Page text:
In a statement the US embassy in Harare said over 1600 students from Zimbabwe are studying in different US higher learning institutions.
US ambassador, Charles Ray will attend the fair at Prince Edward School on Saturday that is expected to attract “A” level and prospective under-graduate students to get infromation on scholarships, and to know more about the different universities or colleges.
“The Fair will enable “A” level and other prospective undergraduate students to access more information about further study in the United States, including information on scholarships, campus and college life at a wide variety of colleges and universities,” the US embassy said.
“Ambassador Charles A. Ray will attend the Fair which will showcase more than 30 U.S. universities and colleges. There will be presentations on the Scholastic Aptitude Test (SAT), financial aid and other topics related to U.S. higher education application processes.”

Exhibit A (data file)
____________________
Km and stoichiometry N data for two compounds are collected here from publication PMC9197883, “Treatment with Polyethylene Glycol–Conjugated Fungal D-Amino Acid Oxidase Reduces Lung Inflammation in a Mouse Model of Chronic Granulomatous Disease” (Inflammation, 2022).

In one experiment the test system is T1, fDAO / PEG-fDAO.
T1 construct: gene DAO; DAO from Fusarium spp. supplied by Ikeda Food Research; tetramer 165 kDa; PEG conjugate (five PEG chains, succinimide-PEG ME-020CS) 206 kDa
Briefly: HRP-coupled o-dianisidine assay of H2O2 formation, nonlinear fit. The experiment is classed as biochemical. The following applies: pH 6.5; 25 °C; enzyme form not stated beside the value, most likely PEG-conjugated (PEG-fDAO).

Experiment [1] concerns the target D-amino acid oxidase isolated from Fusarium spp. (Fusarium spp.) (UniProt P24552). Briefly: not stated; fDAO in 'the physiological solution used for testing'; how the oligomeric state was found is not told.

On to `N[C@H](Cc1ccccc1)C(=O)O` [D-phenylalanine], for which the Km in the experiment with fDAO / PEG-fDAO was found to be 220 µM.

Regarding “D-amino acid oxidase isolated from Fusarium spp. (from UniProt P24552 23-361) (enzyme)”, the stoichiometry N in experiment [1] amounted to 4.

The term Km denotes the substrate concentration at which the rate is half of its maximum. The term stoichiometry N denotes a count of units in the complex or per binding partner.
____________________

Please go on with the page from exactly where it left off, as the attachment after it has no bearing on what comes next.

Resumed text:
The embassy said last year it granted 400 visas to Zimbabwe students to study in the US. The embassy has also been providing library facilities to Zimbabwe students and ordinary people in three main cities of Harare, Mutare and Gweru.
“Over 1,600 Zimbabwean students are studying in the U.S. in a wide range of fields and at a diverse group of institutions. Last year, the U.S. Embassy granted about 400 visas for Zimbabwean students to begin or continue their studies in the U.S. A large percentage of those who pursue U.S. studies from Zimbabwe do so under full or substantial scholarships given for their academic, artistic or sporting talent,” the embassy said.
Zimbabwe education which was not spared by the economic collapse in the last years has been in the doldrums. Students at the country main colleges and universities were struggling to pay fees and their upkeep resulting in some dropping out of school. Grants that were once provided by the government were scrapped as hyper-inflation sank the once stable economy.
Most of the students that have gone overseas or in the region to study have been lured by the better working conditions and better salaries outside the country resulting in the country losing out on qualified personnel.